Take the Last Box to Clarksville/Monkees Box Sets – “Listen to the Band”(1991) and “Music Box” (2001)




Still cold outside? Yep, it is here too.

Well, since it’s another day in the deep freeze why not take another giant step back in time and visit some terrific music CD box sets, Monkees music box sets in fact.

Fans of The Monkees have a LOT to be thankful for as the company that owns their music catalog and TV series (Rhino Records, now owned by Warner Brothers) has made it its mission to put out every scrap of Monkees material (be it music or video) that they have in their archives out on the market in some form or another.

Today I’m going to take a look at two, yes TWO, of Rhino Records CD box set collections of The Monkees music – “Listen to the Band” from 1991 and the more recent “Music 
Box” from 2001.

(Note: the version of “Music Box” that I’m featuring today is a 2007 European repacked version that comes in a much smaller package but still comes with the nice booklet and 4 discs.)

As you can see from the photos above both box sets are a thing of beauty and both are choke full of the best of the Monkees music and are fairly comprehensive at least up to the time they were released.

Since 2001 when “Music Box” was released The Monkees have recorded and issued two fantastic albums, 2016’s “Good Times” and 2018’s “Christmas Party”, so while these CD sets are missing tracks from these latest albums both box sets are still wonderful collections and well worth seeking out.

First up is 1991’s “Listen to the Band”.

I’d have to give the edge for design to this box set as it includes a groovy poster full of cool Monkees memorabilia as well as a terrific booklet that features detailed liner notes by Monkees historian Andrew Sandoval (who also put both box sets together) as well as photos on the cover taken from The Monkees TV series end credits which I’ve always felt are so iconic for the band and look great on the box and booklet!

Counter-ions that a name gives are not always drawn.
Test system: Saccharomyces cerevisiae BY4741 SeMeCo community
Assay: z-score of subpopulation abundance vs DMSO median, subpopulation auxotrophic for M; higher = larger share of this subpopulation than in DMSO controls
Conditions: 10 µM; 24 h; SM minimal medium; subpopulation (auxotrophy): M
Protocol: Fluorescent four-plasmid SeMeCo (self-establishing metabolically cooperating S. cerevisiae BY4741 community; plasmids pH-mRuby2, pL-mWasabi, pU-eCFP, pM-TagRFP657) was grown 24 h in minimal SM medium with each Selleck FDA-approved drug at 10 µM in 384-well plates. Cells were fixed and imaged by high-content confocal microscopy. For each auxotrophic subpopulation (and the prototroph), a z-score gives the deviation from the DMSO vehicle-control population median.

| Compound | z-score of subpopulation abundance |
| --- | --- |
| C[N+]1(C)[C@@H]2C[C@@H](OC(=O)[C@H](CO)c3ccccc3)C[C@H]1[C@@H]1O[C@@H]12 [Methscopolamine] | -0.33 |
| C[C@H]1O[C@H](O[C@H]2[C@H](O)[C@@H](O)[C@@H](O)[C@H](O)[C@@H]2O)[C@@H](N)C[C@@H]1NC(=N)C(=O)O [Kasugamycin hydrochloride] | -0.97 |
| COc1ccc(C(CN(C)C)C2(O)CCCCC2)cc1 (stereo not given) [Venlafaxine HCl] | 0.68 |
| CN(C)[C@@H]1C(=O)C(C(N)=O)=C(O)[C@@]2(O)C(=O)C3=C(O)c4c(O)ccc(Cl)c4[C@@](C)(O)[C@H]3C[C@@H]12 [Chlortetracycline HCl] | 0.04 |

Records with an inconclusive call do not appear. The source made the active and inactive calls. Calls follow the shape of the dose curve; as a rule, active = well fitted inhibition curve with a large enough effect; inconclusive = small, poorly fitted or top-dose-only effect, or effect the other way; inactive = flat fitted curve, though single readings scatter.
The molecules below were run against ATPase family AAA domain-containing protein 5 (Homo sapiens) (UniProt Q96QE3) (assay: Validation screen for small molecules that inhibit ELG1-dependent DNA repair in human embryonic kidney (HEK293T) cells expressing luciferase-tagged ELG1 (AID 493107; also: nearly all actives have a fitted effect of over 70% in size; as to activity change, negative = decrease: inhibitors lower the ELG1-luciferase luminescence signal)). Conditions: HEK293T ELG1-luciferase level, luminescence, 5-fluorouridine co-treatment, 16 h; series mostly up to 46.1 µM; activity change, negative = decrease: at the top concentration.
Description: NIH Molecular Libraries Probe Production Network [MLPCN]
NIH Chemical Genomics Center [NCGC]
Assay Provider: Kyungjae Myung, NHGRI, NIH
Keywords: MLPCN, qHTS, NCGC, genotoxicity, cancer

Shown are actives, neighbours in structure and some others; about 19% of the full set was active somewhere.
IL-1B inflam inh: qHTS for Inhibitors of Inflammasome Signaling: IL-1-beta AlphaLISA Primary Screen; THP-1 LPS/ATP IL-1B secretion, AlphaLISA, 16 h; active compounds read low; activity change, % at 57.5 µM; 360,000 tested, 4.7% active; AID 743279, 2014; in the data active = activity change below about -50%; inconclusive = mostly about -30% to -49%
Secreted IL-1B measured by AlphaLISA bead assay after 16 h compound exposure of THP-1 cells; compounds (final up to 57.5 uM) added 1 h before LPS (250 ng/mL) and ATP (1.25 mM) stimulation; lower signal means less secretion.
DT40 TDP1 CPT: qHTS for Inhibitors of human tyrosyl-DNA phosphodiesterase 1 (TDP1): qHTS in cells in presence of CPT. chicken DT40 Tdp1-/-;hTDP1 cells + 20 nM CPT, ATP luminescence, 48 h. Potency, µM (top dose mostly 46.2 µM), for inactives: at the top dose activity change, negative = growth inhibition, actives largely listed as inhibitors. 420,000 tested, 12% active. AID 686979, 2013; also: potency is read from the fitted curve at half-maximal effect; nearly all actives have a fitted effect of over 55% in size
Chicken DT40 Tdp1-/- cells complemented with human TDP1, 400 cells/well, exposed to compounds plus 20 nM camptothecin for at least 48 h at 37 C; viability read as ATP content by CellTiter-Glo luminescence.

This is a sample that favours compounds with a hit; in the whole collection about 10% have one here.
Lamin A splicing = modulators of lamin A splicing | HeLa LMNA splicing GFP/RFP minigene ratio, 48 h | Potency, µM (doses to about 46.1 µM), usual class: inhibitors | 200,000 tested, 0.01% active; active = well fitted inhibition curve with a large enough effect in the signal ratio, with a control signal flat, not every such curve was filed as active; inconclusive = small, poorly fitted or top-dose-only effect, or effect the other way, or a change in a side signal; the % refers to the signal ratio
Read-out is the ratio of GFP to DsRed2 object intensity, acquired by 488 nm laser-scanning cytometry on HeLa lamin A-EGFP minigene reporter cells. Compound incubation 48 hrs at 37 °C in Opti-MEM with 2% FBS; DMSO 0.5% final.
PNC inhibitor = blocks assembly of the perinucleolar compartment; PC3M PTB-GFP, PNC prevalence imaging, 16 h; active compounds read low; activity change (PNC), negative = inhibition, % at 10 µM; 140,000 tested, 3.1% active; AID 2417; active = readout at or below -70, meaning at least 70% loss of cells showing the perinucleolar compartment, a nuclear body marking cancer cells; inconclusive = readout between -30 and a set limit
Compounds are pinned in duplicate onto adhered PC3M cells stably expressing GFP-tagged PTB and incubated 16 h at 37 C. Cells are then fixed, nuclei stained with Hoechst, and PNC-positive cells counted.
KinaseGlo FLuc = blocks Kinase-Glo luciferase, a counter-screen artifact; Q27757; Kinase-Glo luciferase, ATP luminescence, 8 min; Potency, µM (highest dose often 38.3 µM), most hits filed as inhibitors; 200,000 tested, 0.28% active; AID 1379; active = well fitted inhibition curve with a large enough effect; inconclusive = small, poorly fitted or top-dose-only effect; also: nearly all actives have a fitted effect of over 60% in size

Not only does “Listen to the Band” include a fairly comprehensive overview of The Monkees career but the real draw of this box set is that most of it, perhaps 75 percent of it, has been remixed from the multitracks and sounds wonderful.

In fact this box set is the only place to get most of these remixes and for any true Monkees fan it’s worth seeking it out just to have all this music in crystal clear sound. Many of these remixes have subtle and some not so subtle differences from the original mixes from the 1960’s.

The song “Auntie Municipal Court” springs to mind as one of the best new mixes. This new remix models itself after the rare mono mix from 1968 and is in my opinion THE best mix of this track ever.

This song sounds so much more psychedelic and ominous in this new mix that it makes me wish the whole “The Birds, The Bees & The Monkees” album, from which this song is taken, was included in remixed form as the results are so good.